A tribute to one of the young talents of new Turkish cinema, Reha Erdem was a wonderfully curated program to familiarize the East European film-lovers with new trends in Turkey. Included were six feature films, from his debut, the black and white, somewhat experimental A ay (Oh, Moon, 1989) to his fantastical Kosmos (2010), including such gems as Be Vakit (Times and Winds, 2006) and my favourite Hayat Var (My Only Sunshine, 2008).

Two Oscar winning actresses were awarded this year with the Crystal Globe for lifetime achievement: Helen Mirren during the opening ceremony and Susan Sarandon at the closing ceremony. Sarandon also presented the film Jeff, Who Lives at Home (Duplass Brothers), a low key comedy about the attractive mother of two grown-up sons acting like kids.

The festival closed with the latest opus of Woody Allen, To Rome With Love, starring Penelope Cruz, once again as a prostitute.

Karlovy Vary plays along with the star mania and the starlet dreams. The Cannes of Eastern Europe, in Western Bohemia of the Czech Republic, it is on the confluence of the rivers Ohře and Teplá. The locale of Last Holiday (Wayne Wang, 2006) and James Bond's Casino Royale (Martin Campbell, 2006), the festival has a large audience, majority of which is young. Some arrive from neighbouring provinces, if not countries, with their sleeping bags to spend the nights in the parks. The music from the bars is deafening; beer is consumed in plenty, all of which adds to the tinsel-town atmosphere in a city reputed for its excellent spas. Do they all love cinema other weeks of the year as well, or is it the festival hype?

For the seriously minded festival-goer, obtaining tickets poses a major logistic problem. Skipping breakfast to lay hands on the coveted tickets, the press (or even the members of what is called 'non-statutory juries', i.e. FIPRESCI, Ecumenical, NETPAC, etc.) may return empty handed as the line in front of the ticket office is often filled with locals collecting tickets for themselves and their friends. Often you end up seeing what you never intended to rather than spending the precious hours with nothing better to do and luckily, once in a while, there are unexpected surprises. Variety in programming and the friendly atmosphere are the major attractions of this summer festival that make the long trip to the mountain resort of waters with curative powers worthwhile.



Official Selection - Competition
Grand Prix - Crystal Globe

The Almost Man (Mer eller mindre mann, Martin Lund, Norway, 2012)

Special Jury Prize
Piazza Fontana: The Italian Conspiracy
(Romanzo di una strage, Marco Tullio Giordana, Italy, 2012)

Best Director Award
Rafaël Ouellet - Camion, Canada, 2012)

Best Actress Award
Leila Hatami - The Last Step (Peleh akhar by Ali Mosaffa, Iran, 2012)

Best Actor Award
Henrik Rafaelsen - The Almost Man (Mer eller mindre mann by Martin Lund, Norway, 2012)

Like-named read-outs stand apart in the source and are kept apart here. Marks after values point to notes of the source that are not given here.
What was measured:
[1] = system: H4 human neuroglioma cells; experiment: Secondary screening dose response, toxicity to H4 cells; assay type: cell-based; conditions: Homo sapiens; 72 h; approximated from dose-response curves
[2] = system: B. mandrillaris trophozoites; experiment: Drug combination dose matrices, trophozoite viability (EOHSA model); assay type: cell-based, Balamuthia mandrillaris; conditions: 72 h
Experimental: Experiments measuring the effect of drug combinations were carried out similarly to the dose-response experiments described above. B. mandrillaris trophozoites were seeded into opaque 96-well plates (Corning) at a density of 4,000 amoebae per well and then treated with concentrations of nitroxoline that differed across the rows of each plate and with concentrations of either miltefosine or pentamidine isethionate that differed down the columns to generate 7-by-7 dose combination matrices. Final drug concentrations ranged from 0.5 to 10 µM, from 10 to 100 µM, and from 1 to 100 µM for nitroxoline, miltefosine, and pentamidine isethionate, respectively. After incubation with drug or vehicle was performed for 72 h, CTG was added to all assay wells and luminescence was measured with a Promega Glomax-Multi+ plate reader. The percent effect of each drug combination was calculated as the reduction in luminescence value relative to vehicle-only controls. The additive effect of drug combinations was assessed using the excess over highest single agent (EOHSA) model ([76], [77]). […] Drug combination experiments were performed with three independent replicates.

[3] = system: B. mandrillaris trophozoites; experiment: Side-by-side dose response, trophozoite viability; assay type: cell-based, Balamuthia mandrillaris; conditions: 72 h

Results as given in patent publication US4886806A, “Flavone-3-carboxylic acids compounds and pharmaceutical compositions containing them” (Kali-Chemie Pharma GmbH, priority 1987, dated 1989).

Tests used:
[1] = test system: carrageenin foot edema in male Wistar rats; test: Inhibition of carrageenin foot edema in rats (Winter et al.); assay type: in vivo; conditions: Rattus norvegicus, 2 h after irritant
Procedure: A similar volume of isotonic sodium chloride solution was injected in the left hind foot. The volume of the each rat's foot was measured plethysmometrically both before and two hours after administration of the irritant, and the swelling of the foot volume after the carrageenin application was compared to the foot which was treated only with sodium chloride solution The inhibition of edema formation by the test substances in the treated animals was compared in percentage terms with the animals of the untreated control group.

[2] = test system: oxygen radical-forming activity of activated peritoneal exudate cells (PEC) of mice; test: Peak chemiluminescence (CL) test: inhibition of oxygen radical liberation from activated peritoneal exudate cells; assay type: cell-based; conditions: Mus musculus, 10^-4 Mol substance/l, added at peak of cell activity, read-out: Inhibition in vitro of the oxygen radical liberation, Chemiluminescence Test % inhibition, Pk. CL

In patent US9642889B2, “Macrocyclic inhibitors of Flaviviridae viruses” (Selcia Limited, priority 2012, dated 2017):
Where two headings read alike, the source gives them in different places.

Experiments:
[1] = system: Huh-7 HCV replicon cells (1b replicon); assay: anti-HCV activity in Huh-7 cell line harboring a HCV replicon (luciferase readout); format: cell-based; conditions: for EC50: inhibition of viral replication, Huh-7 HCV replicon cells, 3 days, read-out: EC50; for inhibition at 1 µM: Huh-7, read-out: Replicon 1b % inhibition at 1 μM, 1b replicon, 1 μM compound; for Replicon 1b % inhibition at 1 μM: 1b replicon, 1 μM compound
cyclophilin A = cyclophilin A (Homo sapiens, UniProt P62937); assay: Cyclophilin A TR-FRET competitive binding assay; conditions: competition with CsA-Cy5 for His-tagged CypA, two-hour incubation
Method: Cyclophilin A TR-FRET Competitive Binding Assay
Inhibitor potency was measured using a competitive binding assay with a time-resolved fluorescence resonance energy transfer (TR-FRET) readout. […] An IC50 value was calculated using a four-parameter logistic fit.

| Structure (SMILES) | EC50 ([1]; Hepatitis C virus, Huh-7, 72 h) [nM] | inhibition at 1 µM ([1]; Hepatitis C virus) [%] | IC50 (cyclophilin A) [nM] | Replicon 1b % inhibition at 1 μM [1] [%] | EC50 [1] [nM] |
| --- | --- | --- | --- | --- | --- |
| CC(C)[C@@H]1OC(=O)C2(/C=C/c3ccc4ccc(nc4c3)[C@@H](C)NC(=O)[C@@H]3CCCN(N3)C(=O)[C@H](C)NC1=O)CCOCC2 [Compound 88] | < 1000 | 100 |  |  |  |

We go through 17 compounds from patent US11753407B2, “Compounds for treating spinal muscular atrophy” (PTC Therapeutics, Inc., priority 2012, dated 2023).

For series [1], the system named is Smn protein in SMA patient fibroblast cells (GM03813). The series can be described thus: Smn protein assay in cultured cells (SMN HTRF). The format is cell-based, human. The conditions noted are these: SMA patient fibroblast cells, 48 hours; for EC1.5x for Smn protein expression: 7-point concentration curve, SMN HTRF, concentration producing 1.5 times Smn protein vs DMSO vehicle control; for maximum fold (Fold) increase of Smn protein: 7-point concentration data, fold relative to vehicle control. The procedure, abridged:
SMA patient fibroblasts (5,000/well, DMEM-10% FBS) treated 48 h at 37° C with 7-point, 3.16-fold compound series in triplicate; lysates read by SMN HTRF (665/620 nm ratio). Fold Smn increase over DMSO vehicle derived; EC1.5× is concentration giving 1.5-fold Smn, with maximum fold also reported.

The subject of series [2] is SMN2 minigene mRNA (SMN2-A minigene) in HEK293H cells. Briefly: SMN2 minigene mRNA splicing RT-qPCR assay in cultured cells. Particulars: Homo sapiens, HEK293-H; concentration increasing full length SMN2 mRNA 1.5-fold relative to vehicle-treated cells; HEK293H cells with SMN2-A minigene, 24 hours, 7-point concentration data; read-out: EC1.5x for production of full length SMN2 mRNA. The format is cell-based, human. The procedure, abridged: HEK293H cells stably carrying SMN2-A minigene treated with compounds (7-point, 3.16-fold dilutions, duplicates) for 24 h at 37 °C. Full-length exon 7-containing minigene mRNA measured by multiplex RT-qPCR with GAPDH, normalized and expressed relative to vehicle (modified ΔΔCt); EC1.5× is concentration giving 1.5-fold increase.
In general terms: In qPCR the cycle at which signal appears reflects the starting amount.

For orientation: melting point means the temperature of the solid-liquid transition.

Eryk Lubos - To Kill a Beaver (Zabić bobra by Jan Jakub Kolski, Poland, 2012)

Special Mention
Pavel Liška, Tomáš Matonoha, Marek Daniel, Josef Polášek - Polski film by Marek Najbrt, Czech Republic-Poland, 2012)

Yannis Papadopoulos - Boy Eating the Bird´s Food (To agori troi to fagito tou pouliou by Ektoras Lygizos Greece, 2012)

East of the West - Films in Competition

East of the West Award
House with a Turret
(Dom s bashenkoy Eva Neymann Ukraine, 2011)

Special Mention
Vanishing Waves
(Aurora, Kristina Buozyte & Bruno Samper, Lithuania, France, Belgium, 2012)

Documentary Films in Competition

Best Documentary Film over 30 minutes
Sofia's Last Ambulance
(Poslednata lineika na Sofia, Ilian Metev Bulgaria, Croatia, Germany, 2012)

Best Documentary Film under 30 minutes
A Story for the Modlins
(Sergio Oksman Spain, 2012)

Special Mention
Private Universe
(Soukromý vesmír, Helena Třeštíková, Czech Republic, 2012)

Forum of Independents

Independent Camera Award
Death of a Man in Balkans
(Smrt čoveka na Balkanu, Miroslav Momčilović, Serbia, 2012)

Audience Award
Come As You Are
(Hasta la vista, Geoffrey Eindhoven, Belgium, 2011)

Crystal Globe for Outstanding Artistic Contribution to World Cinema
Helen Mirren, United Kingdom and Susan Sarandon, USA

Festival President's Award
Josef Somr, Czech Republic

Non-statutory Awards

Award of International Film Critics (FIPRESCI)
The Last Step
(Peleh Akhar), Ali Mosaffa Iran, 2012)

The Ecumenical Jury Award
Camion (Rafaël Ouellet Canada, 2012)

Special Mention
Hay Road
(Estrada de Palha), Rodrigo Areias Portugal, Finland, 2011)

Flower Buds
(Poupata), Zdeněk Jiráský Czech Republic, 2011)

Tepenin Ardı
(Beyond the Hill), Emin Alper  Turkey, Greece, 2012)

Europa Cinemas Label Award
Piazza Fontana: The Italian Conspiracy
(Romanzo di una strage, Marco Tullio Giordana, Italy, 2012)

Author Information

Gönül DÖNMEZ-COLIN is an independent researcher and writer whose publications include Women, Islam and Cinema, Cinemas of the Other: A personal Journey with Filmmakers from the Middle East and Central Asia, Cinema of North Africa and the Middle East (ed.); Turkish Cinema: Identity, Distance and Belonging (Reaktion Books), and Routledge Dictionary of Turkish Cinema (2014).